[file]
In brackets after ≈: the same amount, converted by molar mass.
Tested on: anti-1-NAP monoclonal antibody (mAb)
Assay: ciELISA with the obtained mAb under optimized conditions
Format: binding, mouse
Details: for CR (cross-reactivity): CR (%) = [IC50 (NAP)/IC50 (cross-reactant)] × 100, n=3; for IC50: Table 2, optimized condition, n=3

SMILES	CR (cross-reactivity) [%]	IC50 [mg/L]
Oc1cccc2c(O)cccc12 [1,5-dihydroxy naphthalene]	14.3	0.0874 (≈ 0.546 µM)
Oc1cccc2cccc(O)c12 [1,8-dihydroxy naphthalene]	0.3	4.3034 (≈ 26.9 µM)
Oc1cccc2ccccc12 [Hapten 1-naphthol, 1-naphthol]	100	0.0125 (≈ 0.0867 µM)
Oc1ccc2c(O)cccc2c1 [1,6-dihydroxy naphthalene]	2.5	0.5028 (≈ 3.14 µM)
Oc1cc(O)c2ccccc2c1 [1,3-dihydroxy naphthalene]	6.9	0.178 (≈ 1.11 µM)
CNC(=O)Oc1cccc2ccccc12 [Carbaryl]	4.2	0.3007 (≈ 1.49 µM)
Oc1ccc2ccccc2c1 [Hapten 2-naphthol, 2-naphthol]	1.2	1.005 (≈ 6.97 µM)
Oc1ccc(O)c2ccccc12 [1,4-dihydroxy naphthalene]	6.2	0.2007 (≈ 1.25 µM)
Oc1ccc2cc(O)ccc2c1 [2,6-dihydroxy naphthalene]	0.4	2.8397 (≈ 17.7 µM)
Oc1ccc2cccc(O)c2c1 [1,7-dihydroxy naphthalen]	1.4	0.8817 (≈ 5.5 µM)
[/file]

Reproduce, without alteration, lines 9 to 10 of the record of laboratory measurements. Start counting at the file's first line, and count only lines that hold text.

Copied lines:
Oc1cccc2ccccc12 [Hapten 1-naphthol, 1-naphthol]	100	0.0125 (≈ 0.0867 µM)
Oc1ccc2c(O)cccc2c1 [1,6-dihydroxy naphthalene]	2.5	0.5028 (≈ 3.14 µM)